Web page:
Chapter 3 30 methodological limitations. So far, the most common method for identification of clones in the D. longispina complex has been allozyme electrophoresis (e.g. Ender et al., 1996; Spaak, 1996; Seda et al., 2007b; Rother et al., 2010), although RAPD markers were also used occasionally (e.g. Ender et al., 1996). However, allozyme studies are limited by the few polymorphic loci they provide; in most cases, it is likely that the multilocus genotypes defined by allozymes represented clonal groups (Thielsch et al., 2009). This substantially limits the power to trace the frequencies of single clones and to study clonal structure in general. RAPDs, although more variable, have often poor reproducibility (Devos and Gale, 1992) and, being dominant markers which cannot separate homozygotes from heterozygotes (Suvanto and Latva-Karjanmaa, 2005), have limited use in the analyses of populationstructure. Recently, microsatellite markers have been developed for the D. longispina complex (Brede et al., 2006). However, the subsequent studies employing these markers have focused so far on either a description of population state at a single time point (Thielsch et al., 2009; Dlouhá et al., 2010) or on exploring temporal changes at the taxon level only (Brede et al., 2009; Yin et al., 2010; Rellstab et al., 2011). In other systems, microsatellites have already been proven to be very powerful in tracing clonal lineages; for example, in the cyclically parthenogenetic aphid (Halkett et al., 2005) or in bacterial populations (Imhof and Schlotterer, 2001).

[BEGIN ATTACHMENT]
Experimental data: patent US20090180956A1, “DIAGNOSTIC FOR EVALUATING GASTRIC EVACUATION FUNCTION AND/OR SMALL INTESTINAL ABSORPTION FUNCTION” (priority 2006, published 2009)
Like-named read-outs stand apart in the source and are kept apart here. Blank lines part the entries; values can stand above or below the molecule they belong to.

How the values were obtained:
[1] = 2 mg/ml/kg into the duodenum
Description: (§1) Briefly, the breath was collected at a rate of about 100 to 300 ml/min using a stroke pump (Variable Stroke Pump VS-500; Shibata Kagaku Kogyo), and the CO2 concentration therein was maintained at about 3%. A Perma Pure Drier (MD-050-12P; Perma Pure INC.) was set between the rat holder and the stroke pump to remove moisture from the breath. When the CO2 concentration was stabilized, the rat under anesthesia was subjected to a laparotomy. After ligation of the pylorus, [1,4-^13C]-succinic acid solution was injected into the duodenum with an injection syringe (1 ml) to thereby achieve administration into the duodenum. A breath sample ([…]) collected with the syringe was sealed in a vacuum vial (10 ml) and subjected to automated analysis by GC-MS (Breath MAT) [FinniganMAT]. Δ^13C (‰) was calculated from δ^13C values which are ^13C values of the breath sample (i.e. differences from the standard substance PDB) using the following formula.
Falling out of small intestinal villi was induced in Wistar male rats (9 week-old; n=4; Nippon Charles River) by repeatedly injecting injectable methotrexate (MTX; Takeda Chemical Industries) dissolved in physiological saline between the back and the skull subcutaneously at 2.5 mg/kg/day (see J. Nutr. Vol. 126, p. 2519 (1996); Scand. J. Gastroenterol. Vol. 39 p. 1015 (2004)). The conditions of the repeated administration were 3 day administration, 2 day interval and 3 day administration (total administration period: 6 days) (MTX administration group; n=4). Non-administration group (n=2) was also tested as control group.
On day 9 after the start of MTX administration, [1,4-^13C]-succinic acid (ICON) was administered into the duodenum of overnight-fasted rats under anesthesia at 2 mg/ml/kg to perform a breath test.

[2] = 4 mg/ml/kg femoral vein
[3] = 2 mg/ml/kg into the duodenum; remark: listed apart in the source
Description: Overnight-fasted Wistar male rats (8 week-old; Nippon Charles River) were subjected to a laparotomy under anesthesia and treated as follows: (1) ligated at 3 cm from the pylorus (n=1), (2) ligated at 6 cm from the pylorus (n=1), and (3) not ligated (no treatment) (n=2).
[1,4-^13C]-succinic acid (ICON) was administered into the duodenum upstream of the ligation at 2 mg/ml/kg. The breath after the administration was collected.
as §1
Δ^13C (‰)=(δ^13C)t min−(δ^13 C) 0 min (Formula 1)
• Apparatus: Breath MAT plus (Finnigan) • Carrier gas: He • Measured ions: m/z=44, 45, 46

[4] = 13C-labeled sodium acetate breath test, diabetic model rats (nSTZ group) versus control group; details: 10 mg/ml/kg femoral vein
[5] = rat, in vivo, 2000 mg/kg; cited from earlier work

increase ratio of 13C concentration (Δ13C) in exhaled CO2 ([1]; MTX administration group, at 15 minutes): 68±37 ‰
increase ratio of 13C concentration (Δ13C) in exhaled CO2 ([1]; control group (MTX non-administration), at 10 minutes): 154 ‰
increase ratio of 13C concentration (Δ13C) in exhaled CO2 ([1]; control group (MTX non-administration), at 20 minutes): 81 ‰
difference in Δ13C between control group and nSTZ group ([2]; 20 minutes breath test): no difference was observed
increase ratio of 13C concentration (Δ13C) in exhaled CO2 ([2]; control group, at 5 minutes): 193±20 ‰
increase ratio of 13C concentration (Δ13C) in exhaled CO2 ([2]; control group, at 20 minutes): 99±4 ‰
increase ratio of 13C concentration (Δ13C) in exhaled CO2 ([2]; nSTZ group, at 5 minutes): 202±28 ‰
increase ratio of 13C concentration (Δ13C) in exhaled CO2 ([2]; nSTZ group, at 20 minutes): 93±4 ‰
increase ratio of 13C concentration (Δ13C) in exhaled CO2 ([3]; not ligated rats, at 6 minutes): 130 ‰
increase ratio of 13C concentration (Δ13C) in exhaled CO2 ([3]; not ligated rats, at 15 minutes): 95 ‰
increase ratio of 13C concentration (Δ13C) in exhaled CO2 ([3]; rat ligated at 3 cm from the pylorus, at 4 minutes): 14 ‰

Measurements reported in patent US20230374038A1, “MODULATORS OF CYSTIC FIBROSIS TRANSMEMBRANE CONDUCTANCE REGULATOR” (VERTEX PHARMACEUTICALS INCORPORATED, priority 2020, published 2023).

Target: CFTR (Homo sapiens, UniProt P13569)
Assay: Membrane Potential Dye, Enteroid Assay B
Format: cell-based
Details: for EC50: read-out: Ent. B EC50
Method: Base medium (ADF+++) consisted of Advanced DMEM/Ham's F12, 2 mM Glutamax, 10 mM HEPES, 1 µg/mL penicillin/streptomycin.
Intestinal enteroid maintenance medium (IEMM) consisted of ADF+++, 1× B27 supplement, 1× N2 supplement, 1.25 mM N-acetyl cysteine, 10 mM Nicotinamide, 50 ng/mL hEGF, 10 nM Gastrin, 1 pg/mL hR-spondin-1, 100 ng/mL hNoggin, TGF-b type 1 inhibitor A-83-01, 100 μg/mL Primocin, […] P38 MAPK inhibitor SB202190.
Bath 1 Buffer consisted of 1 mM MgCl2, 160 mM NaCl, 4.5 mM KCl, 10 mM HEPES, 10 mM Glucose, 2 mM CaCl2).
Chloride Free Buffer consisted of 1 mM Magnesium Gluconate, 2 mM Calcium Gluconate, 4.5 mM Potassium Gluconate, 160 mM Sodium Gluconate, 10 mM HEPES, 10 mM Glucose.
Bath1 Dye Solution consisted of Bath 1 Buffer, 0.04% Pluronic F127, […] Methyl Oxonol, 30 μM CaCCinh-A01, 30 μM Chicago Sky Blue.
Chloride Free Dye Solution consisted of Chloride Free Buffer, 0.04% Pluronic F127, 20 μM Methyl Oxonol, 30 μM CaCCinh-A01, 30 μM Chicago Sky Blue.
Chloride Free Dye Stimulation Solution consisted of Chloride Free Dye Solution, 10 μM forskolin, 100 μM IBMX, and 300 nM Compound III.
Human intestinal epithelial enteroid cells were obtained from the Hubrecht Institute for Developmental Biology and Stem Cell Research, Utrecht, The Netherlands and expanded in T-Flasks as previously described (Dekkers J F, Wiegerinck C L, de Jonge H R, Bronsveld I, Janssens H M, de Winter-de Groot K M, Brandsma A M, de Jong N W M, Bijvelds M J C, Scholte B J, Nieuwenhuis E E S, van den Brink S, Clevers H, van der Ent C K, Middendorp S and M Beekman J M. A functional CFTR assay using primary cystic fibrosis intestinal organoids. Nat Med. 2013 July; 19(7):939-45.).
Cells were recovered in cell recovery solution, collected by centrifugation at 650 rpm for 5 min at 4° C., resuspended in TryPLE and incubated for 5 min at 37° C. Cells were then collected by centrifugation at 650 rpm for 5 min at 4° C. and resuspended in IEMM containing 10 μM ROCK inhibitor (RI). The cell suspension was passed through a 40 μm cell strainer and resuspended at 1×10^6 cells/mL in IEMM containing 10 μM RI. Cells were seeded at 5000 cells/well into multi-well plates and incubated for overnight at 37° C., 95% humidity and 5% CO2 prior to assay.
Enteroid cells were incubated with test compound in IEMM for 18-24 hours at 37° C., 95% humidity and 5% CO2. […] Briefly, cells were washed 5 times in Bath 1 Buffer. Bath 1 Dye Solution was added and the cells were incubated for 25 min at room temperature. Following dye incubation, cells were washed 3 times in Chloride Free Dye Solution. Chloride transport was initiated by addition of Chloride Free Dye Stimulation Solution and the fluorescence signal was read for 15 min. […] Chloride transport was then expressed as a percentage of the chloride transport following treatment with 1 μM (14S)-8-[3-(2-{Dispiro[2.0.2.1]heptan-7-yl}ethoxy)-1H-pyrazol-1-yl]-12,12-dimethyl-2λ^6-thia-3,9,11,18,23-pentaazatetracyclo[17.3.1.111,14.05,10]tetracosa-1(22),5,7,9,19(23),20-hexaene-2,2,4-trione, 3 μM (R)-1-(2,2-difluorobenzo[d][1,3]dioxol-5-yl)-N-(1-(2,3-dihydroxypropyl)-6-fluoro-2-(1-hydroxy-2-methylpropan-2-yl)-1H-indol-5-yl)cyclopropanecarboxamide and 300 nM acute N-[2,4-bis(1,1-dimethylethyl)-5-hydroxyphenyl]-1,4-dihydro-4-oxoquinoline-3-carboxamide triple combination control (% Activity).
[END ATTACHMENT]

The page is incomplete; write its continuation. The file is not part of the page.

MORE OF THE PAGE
We assess the impact of populationstructure on economic growth. Following recent research, we focus on the generational turnover as a key driver of consumption growth. We characterize the impact of the average birth and death rates on the generational turnover, depending on the age-prole of consumption and on the extent of annuity market imperfection. Using recent data from the National Transfer Accounts on con- sumption proles for a number of countries, we assess in a comparative way the sign and magnitude of generational turnover and its impact on consumption growth. We nd considerable cross-country variation and trace it back to dierences in demographic rates and in the consumption structure.